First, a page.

With Uptime.com, users can create multiple checks designed for a catch-all system that sends out alerts the moment any hiccup is detected. However, some checks have a default interval of five-minute or 24-hour intervals. To create optimal downtime alerting, users should create a tiered check alerting system that pings infrastructure at various intervals. The end result is a constant monitoring system reviewing the most important elements of infrastructure, with specific technical data as soon as possible once an outage occurs.
We recommend that you begin with our Domain Health Monitor if you have not already done so. This check reviews all checks for the domain you’ve designated, and generates a more comprehensive list of checks you can create instantly.
This brief guide suggests that users create at minimum the following types of checks when using transaction and API monitoring:
- HTTPS - One-minute intervals designed to catch outages before a Transaction Check’s five-minute interval.
- SSL & DNS - Once per day checks to alert administrators of easily avoidable outages
The key to improving alert data, and getting real-time alerts of outages, is to configure checks that ping your site at various intervals and for various reasons. We outline some ideas in this brief guide.
Improving Synthetic Monitoring Response Time
Transaction and API checks are designed to follow a set of instructions at a minimum of 5-minute intervals. A transaction check will not catch an outage that occurs between the intervals you’ve told it to monitor. Downtime can occur between checks, creating a kind of hole in your monitoring system where outages can occur for minutes at a time without Uptime.com issuing an alert.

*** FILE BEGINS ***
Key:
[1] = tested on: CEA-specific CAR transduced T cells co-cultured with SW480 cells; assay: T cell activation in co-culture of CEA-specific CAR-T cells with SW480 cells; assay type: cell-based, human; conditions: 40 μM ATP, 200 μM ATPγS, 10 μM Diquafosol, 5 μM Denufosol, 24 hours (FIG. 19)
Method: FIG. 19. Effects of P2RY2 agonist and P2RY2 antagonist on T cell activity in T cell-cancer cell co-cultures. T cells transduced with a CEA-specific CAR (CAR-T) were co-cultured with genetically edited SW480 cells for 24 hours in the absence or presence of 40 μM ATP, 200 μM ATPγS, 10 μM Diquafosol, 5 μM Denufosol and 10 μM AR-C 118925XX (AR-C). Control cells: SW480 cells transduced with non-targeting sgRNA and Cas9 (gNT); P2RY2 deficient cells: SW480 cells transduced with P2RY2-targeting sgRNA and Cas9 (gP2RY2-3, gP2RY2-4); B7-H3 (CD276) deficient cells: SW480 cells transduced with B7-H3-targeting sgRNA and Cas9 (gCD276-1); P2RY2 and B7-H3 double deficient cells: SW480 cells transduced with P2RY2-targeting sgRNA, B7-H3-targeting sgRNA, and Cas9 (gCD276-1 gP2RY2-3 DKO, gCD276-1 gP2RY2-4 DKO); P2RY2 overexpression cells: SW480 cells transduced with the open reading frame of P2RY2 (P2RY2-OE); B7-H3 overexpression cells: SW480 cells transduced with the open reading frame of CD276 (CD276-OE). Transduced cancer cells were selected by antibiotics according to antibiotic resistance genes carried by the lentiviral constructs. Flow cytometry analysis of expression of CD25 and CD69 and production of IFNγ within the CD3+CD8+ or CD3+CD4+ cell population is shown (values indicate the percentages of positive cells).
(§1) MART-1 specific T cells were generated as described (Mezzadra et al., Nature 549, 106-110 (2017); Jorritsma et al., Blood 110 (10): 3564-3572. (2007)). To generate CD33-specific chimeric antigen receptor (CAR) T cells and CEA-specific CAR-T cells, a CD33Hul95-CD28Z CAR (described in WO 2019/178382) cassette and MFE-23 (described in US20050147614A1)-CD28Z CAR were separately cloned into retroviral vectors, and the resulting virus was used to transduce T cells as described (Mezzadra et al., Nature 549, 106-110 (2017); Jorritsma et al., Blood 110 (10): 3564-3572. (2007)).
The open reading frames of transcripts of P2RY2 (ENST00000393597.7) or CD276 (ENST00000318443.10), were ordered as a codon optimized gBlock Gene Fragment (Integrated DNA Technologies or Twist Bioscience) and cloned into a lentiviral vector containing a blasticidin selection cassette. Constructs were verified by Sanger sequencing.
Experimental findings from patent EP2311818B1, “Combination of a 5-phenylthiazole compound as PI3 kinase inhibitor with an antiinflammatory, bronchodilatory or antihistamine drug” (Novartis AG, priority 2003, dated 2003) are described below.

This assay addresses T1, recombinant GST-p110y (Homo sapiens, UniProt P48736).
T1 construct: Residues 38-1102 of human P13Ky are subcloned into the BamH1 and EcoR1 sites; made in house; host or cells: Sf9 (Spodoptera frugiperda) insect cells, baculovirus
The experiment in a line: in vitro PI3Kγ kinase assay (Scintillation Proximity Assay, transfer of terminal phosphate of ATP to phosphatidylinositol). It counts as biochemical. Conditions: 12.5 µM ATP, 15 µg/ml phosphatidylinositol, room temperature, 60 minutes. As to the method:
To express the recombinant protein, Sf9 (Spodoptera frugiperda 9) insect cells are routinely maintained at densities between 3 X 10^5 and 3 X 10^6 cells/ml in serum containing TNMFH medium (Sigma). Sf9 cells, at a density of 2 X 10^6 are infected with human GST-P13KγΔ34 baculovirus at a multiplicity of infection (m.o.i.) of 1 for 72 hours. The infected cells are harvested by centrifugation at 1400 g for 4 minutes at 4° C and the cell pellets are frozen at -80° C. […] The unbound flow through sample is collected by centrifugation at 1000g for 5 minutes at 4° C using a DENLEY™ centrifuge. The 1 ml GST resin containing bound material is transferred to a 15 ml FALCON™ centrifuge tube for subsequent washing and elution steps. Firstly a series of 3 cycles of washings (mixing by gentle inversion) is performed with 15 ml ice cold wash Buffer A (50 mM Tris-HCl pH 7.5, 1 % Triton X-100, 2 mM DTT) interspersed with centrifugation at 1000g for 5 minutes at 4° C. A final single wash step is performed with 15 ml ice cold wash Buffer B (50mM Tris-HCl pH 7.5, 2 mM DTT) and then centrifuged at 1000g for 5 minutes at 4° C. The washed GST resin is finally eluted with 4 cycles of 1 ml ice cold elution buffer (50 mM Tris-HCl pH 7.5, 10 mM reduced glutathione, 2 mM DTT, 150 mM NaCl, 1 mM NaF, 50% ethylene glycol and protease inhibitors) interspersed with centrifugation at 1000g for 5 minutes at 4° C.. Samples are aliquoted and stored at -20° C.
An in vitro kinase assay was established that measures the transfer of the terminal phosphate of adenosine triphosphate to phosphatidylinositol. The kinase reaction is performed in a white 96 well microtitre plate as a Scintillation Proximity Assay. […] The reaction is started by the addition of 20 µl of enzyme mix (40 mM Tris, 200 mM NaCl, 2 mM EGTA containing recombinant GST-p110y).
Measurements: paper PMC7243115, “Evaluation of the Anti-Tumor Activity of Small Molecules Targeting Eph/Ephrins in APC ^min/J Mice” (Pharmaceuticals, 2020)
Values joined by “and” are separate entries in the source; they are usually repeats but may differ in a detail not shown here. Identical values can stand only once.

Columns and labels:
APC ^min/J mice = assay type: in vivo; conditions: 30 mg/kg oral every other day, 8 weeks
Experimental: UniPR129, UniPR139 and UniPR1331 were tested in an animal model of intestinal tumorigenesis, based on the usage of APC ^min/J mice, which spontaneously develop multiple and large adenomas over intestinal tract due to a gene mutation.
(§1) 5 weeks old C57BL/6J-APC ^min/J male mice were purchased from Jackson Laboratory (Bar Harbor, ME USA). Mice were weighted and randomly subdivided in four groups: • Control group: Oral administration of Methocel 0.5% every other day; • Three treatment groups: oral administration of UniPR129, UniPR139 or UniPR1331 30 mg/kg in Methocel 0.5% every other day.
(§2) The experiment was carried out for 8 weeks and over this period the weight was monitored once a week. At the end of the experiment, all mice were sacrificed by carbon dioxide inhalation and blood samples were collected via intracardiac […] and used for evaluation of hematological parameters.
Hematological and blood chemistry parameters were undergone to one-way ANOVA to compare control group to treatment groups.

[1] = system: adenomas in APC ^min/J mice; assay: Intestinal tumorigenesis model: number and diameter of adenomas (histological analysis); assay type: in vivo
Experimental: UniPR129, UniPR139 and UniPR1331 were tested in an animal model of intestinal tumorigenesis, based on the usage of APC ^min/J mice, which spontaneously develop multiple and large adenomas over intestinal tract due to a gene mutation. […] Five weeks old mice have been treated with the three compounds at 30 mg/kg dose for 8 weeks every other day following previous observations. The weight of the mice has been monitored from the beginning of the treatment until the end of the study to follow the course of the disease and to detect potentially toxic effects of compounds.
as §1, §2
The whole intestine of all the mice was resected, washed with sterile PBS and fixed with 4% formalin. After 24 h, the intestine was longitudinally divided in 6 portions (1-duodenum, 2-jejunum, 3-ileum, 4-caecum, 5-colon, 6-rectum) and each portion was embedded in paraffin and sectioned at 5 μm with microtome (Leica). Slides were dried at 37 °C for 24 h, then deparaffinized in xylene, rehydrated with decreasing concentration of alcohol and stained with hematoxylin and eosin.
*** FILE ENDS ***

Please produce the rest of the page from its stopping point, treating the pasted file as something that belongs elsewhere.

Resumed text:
With a few supplemental checks, you can ensure consistency across your site and optimize your downtime alerting.
You can follow along with our example transaction check used in support documentation, or create a similar check to test calls to action.
One-Minute Interval Checks for Optimal Synthetic Monitoring
Most users configure an HTTPS check for their homepage, but don’t monitor other URLs that are relevant to a Transaction Check. Some ideas of URLs to check include:
- The homepage of your website
- The URL where your Transaction Check begins
- Related URLs, such as “Pricing”, “Contact”, or “Service” pages
HTTPS checks can also contain HTTP POST data, send HTTP headers, or look for an expected string of data. Be sure to configure these optional parameters to expand the functionality of an HTTPS check and provide better, more accurate details when an outage occurs.
Here are a few other one-minute interval checks that should run alongside Transaction and API checks for maximum coverage:
- RUM to track the user experience, and develop a history of real user data
- Ping ICMP for your own servers, or servers outside your network critical to operations
Is My Monitoring System Optimized?
The moment you create a transaction check, run through this simple litmus test:
- Ensure rapid alerting of downtime with a mix of one-minute interval checks
- Monitor other URLs important to the user experience
- Collect actual user data wherever possible
- Ping related infrastructure for uptime
Simply put: how can you most comprehensively measure the downtime for every facet of your transaction check?